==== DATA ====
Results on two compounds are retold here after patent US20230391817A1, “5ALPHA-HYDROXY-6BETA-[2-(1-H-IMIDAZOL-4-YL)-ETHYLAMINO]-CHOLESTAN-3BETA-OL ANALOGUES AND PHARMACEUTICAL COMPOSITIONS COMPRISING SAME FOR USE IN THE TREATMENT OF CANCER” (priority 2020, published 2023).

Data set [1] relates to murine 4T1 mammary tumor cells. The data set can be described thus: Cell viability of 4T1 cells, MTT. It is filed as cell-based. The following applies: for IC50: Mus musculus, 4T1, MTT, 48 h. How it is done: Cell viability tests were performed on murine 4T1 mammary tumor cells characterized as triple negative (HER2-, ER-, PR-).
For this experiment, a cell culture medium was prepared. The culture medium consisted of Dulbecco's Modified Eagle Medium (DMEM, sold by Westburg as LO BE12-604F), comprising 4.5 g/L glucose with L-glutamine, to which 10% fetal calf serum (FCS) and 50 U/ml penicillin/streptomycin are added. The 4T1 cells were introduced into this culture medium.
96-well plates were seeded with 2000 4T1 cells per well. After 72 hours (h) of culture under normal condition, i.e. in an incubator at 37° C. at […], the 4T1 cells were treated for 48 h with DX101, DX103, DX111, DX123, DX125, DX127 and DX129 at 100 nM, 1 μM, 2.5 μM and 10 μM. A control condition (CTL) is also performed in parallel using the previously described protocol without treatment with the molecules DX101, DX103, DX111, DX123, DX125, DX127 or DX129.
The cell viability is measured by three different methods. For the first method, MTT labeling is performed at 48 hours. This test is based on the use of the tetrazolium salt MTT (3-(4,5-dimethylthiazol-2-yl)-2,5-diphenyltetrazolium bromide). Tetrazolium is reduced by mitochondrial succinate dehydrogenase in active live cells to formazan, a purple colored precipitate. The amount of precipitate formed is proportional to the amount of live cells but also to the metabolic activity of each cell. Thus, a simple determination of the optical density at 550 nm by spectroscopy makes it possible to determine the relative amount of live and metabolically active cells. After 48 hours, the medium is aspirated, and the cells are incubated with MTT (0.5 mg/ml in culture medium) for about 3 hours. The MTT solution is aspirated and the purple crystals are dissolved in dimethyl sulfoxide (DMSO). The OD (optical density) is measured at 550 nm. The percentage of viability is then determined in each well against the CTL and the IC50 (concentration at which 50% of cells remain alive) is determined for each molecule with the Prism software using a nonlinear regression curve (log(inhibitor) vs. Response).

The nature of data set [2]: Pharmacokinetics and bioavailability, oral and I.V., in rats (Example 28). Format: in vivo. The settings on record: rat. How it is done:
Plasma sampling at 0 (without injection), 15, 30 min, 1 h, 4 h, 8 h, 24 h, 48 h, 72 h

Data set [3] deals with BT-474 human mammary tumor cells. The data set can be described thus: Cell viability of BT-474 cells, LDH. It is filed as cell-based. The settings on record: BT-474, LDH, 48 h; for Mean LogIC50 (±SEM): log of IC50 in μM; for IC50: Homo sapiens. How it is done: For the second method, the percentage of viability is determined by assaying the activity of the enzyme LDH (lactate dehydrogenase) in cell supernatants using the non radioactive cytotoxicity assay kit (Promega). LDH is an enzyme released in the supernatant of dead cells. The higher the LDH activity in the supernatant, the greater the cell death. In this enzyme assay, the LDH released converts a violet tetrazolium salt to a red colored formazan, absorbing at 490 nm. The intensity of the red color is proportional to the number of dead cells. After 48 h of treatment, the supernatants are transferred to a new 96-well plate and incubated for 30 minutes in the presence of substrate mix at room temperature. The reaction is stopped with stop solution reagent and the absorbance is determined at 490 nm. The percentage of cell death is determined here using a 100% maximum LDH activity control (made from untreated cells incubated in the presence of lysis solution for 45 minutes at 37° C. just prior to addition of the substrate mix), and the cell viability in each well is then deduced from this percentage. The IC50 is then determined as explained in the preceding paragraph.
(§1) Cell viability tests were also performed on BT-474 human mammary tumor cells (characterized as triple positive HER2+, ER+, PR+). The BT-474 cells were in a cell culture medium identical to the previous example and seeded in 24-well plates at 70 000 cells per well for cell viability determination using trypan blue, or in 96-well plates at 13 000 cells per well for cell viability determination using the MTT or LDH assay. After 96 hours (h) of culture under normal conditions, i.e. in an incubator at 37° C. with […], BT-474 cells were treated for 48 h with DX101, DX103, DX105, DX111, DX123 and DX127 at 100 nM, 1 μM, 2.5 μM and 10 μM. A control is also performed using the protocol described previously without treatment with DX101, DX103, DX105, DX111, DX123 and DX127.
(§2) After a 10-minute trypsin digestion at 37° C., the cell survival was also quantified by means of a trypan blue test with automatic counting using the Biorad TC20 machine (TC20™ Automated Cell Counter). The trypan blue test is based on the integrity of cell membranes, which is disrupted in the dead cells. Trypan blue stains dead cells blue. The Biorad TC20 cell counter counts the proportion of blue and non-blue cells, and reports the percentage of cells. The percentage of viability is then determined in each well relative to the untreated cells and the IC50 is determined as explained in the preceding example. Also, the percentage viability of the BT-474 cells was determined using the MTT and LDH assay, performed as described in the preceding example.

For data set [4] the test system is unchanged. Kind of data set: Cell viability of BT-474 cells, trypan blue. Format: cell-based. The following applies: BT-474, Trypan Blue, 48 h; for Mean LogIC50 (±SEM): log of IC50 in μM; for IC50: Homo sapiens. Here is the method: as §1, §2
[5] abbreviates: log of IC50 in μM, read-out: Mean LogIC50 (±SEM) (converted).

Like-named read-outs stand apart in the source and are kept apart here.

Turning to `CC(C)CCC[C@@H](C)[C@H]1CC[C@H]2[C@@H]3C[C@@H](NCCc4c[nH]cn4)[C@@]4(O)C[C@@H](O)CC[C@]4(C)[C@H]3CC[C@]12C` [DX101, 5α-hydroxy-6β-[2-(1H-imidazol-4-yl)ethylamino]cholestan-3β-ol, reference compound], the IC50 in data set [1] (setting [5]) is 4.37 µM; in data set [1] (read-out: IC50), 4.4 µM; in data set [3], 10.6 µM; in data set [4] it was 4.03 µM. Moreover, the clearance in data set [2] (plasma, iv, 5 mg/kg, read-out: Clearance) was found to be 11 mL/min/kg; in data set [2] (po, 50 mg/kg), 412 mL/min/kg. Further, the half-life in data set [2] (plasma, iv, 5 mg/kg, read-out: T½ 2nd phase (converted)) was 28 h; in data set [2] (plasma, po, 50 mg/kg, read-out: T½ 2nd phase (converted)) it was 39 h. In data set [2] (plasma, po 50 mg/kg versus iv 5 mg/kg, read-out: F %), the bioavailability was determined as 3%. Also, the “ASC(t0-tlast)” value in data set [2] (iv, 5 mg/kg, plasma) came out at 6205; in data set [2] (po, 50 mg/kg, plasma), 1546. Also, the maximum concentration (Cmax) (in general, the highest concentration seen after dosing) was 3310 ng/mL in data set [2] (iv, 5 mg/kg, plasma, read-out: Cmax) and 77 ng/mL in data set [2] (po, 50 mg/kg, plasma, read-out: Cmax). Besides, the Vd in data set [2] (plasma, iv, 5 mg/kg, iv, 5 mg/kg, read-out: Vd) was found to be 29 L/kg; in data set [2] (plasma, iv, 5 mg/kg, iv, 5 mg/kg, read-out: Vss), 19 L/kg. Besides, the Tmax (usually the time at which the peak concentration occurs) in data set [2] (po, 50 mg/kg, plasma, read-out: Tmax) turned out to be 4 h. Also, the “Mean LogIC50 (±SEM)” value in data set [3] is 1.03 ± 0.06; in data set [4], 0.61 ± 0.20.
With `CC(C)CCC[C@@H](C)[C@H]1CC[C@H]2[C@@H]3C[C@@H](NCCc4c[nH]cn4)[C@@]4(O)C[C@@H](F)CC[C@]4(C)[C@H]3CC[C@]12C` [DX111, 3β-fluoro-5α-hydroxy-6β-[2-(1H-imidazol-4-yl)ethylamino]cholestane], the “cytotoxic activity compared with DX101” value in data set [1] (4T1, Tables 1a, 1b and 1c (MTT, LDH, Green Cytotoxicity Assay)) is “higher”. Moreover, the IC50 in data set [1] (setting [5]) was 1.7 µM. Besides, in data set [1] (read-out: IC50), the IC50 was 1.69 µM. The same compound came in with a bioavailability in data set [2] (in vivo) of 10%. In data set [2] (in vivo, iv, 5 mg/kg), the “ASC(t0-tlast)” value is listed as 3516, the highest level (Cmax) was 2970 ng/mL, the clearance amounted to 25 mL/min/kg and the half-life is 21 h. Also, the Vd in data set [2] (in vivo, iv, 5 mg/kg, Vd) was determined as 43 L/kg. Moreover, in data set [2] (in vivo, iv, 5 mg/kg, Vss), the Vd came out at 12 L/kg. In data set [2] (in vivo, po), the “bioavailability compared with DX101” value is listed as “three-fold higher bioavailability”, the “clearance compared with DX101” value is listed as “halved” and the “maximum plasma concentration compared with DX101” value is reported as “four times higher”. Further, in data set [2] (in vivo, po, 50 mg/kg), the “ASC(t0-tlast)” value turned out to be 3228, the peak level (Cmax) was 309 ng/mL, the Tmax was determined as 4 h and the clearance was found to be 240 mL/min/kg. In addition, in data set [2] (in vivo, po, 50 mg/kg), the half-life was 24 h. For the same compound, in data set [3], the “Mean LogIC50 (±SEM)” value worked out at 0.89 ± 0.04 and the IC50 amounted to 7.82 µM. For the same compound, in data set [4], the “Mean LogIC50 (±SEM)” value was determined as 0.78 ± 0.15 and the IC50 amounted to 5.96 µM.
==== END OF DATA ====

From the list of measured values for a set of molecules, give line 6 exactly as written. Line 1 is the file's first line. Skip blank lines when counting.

The nature of data set [2]: Pharmacokinetics and bioavailability, oral and I.V., in rats (Example 28). Format: in vivo. The settings on record: rat. How it is done: